gation will occur Sunday morning at
10 o’clock.
Services are held dally at the syua
gog. The morning services at 0:4.7 and
the afternoon services nr sunset.
This Saturday morning Kabbi C. 11.
Kauvar will begin his eighteenth sc
ries of lectures on “The Chapters of
tlie Fathers.” Services begin at 0 a.
Special Services at Synagog Center
accoimnodiite Jlioj Jewish resi
dent* of the neighborhood the Synagog
announces that a special service will
ho held on Friday evening ut sunset
and Saturday morning at 8:30 at the
Synagog Center.
I Services begin Friday evening ;l(
! 8:00 o’clock. Sermon by H. Good
| kowitz on “There are seasons for ad
, tilings." Saturday morning sendees
begin at 0:30.
Religious School.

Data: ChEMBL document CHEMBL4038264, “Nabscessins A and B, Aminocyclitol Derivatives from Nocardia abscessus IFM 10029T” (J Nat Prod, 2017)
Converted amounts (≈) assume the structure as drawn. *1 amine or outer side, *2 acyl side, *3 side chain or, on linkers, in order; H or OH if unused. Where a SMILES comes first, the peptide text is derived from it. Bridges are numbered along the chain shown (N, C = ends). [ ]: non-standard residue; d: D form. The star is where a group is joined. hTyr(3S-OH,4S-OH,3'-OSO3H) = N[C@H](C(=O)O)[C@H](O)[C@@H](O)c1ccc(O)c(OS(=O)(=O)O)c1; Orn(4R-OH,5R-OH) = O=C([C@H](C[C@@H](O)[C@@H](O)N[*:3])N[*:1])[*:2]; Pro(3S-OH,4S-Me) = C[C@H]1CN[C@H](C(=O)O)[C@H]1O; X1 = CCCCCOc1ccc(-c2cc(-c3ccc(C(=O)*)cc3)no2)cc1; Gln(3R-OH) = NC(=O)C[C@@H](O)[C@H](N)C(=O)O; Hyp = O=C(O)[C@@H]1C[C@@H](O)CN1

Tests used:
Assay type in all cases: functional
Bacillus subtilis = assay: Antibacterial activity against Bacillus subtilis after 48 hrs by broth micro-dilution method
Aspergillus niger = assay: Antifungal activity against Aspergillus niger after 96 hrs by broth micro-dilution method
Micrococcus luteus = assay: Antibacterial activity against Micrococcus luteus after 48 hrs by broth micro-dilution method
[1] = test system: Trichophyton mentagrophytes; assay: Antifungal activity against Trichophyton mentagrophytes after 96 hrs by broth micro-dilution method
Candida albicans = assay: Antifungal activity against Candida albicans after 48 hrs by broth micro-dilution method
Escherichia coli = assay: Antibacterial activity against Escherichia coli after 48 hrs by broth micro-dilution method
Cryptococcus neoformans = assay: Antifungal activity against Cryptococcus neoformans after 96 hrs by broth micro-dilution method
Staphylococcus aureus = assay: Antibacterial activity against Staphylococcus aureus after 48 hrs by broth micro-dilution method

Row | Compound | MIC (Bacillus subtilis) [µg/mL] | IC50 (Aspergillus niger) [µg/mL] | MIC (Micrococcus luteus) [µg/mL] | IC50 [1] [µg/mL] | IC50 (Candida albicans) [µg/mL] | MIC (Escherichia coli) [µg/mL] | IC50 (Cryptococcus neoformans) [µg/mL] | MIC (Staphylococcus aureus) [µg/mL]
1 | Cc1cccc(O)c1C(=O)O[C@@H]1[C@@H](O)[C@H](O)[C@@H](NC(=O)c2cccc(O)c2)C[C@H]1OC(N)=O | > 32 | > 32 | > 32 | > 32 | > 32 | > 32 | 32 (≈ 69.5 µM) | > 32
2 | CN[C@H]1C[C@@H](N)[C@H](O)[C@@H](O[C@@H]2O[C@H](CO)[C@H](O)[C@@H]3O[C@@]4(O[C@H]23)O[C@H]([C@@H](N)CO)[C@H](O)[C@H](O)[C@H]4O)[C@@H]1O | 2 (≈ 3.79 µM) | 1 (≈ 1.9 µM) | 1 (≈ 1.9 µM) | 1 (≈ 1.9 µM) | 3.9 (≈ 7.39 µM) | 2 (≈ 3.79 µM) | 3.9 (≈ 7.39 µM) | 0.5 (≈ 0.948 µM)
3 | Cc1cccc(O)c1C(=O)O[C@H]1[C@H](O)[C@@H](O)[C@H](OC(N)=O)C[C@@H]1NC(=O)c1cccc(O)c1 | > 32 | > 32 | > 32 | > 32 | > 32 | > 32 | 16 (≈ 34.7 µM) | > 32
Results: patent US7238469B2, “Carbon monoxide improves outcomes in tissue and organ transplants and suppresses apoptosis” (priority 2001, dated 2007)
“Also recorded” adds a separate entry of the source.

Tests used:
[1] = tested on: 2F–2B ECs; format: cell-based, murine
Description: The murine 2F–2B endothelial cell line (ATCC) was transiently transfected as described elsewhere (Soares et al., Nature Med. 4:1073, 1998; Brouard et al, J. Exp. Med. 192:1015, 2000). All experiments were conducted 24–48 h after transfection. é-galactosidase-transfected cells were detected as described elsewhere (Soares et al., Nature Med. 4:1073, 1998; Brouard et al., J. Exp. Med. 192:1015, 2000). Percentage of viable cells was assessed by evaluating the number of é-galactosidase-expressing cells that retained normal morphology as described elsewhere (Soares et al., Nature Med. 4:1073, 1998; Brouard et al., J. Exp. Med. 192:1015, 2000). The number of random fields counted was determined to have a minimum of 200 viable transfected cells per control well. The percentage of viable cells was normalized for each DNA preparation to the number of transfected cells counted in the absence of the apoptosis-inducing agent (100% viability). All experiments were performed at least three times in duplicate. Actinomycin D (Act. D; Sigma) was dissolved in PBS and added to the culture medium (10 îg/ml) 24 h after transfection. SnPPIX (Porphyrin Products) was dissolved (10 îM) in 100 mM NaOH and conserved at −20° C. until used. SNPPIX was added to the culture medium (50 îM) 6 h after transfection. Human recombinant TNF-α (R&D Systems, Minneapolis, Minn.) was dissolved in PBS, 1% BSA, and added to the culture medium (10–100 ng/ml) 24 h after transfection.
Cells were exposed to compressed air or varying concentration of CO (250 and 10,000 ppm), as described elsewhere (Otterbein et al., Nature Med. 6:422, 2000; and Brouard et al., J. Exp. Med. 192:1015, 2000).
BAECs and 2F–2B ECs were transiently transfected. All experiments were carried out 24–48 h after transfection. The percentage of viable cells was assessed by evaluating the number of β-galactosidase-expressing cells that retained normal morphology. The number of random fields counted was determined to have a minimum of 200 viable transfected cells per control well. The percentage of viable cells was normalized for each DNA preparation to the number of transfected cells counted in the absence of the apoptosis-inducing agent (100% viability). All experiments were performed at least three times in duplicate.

Sunday morning ut 10 o’clock. All
| children from 0 to 14 years are wcl
I come.
Hebrew School.
Sessions are held daily from 1 to
0:30, Mr. 11. Goodkowifts has this
school in charge.
Members Annual Meeting.
Was held Tuesday evening April Oth
with au exceptionally large attends nee.
The secretary's report shows that the
Congregation is making very good pro
gress in financing tin* new building
and is increasing its membership. A
campaign has been started to double
thi* membership by the next Holidays
It. was voted to advertise for a good
musical cuntor. and rabid. The
following uew officers were elected:
A. Grossman, president ; Wm. TimUd,
vice-piresldent: S. Weiss, treasurer: L.
Klein, secretary.
Trustees: M. Lutz. Wm. Goldstein.
G. Frosli. 1». Ijebowitz, H. Kirstciu. L.
H. Klein. C. .ludelowitz, L. Itubin
owitz, L. Wiesner.
There is a little hook by Dr. Mendes.
which aims to regulate our duijy life
that must have a special appeal for
the Jewish woman, who aims to fulfil
her role as a homemaker. In the in
troduction to the little I took. Dr. Mea
des dwells particularly on our wrong